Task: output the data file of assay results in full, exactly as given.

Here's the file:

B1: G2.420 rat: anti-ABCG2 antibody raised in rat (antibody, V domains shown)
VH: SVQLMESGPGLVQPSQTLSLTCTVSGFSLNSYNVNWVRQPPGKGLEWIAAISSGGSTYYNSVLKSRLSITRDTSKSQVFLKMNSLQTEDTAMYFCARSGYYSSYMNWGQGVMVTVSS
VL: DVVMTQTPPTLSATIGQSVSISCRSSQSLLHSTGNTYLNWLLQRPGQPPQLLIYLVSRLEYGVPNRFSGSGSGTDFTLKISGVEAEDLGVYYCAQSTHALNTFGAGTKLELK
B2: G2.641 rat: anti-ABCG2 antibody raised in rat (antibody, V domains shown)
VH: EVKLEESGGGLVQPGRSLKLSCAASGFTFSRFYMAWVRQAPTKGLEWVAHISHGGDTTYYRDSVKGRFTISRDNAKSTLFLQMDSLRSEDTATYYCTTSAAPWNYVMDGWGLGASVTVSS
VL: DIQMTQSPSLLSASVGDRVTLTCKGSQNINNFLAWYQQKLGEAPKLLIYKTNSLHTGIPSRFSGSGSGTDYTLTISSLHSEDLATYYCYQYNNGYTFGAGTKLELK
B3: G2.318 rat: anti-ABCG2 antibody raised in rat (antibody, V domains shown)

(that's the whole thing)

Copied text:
B1: G2.420 rat: anti-ABCG2 antibody raised in rat (antibody, V domains shown)
VH: SVQLMESGPGLVQPSQTLSLTCTVSGFSLNSYNVNWVRQPPGKGLEWIAAISSGGSTYYNSVLKSRLSITRDTSKSQVFLKMNSLQTEDTAMYFCARSGYYSSYMNWGQGVMVTVSS
VL: DVVMTQTPPTLSATIGQSVSISCRSSQSLLHSTGNTYLNWLLQRPGQPPQLLIYLVSRLEYGVPNRFSGSGSGTDFTLKISGVEAEDLGVYYCAQSTHALNTFGAGTKLELK
B2: G2.641 rat: anti-ABCG2 antibody raised in rat (antibody, V domains shown)
VH: EVKLEESGGGLVQPGRSLKLSCAASGFTFSRFYMAWVRQAPTKGLEWVAHISHGGDTTYYRDSVKGRFTISRDNAKSTLFLQMDSLRSEDTATYYCTTSAAPWNYVMDGWGLGASVTVSS
VL: DIQMTQSPSLLSASVGDRVTLTCKGSQNINNFLAWYQQKLGEAPKLLIYKTNSLHTGIPSRFSGSGSGTDYTLTISSLHSEDLATYYCYQYNNGYTFGAGTKLELK
B3: G2.318 rat: anti-ABCG2 antibody raised in rat (antibody, V domains shown)